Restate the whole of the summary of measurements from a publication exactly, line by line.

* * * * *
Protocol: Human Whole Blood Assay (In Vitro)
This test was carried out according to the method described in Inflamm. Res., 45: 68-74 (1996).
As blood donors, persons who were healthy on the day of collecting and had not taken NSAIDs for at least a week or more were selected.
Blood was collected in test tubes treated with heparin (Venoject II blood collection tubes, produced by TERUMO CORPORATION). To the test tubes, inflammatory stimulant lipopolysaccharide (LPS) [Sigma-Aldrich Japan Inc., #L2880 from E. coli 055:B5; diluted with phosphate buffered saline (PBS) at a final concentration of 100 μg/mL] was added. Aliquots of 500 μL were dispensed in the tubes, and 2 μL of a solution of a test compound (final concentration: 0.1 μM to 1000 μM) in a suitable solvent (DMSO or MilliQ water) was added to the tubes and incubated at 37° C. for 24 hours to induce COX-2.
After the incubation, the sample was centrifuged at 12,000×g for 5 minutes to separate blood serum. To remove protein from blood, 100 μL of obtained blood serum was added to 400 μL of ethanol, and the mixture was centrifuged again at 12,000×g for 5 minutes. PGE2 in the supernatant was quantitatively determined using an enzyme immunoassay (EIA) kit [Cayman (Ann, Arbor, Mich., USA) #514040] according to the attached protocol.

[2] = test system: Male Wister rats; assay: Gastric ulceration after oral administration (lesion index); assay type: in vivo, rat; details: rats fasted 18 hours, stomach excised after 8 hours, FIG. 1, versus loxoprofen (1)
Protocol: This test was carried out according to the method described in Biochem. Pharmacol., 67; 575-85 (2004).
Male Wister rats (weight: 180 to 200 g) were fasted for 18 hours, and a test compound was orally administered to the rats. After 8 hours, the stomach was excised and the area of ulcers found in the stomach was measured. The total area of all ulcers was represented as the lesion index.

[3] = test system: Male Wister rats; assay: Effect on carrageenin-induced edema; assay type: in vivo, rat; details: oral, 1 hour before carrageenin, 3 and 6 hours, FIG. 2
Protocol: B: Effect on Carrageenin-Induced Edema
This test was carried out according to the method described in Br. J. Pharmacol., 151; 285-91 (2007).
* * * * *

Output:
Protocol: Human Whole Blood Assay (In Vitro)
This test was carried out according to the method described in Inflamm. Res., 45: 68-74 (1996).
As blood donors, persons who were healthy on the day of collecting and had not taken NSAIDs for at least a week or more were selected.
Blood was collected in test tubes treated with heparin (Venoject II blood collection tubes, produced by TERUMO CORPORATION). To the test tubes, inflammatory stimulant lipopolysaccharide (LPS) [Sigma-Aldrich Japan Inc., #L2880 from E. coli 055:B5; diluted with phosphate buffered saline (PBS) at a final concentration of 100 μg/mL] was added. Aliquots of 500 μL were dispensed in the tubes, and 2 μL of a solution of a test compound (final concentration: 0.1 μM to 1000 μM) in a suitable solvent (DMSO or MilliQ water) was added to the tubes and incubated at 37° C. for 24 hours to induce COX-2.
After the incubation, the sample was centrifuged at 12,000×g for 5 minutes to separate blood serum. To remove protein from blood, 100 μL of obtained blood serum was added to 400 μL of ethanol, and the mixture was centrifuged again at 12,000×g for 5 minutes. PGE2 in the supernatant was quantitatively determined using an enzyme immunoassay (EIA) kit [Cayman (Ann, Arbor, Mich., USA) #514040] according to the attached protocol.

[2] = test system: Male Wister rats; assay: Gastric ulceration after oral administration (lesion index); assay type: in vivo, rat; details: rats fasted 18 hours, stomach excised after 8 hours, FIG. 1, versus loxoprofen (1)
Protocol: This test was carried out according to the method described in Biochem. Pharmacol., 67; 575-85 (2004).
Male Wister rats (weight: 180 to 200 g) were fasted for 18 hours, and a test compound was orally administered to the rats. After 8 hours, the stomach was excised and the area of ulcers found in the stomach was measured. The total area of all ulcers was represented as the lesion index.

[3] = test system: Male Wister rats; assay: Effect on carrageenin-induced edema; assay type: in vivo, rat; details: oral, 1 hour before carrageenin, 3 and 6 hours, FIG. 2
Protocol: B: Effect on Carrageenin-Induced Edema
This test was carried out according to the method described in Br. J. Pharmacol., 151; 285-91 (2007).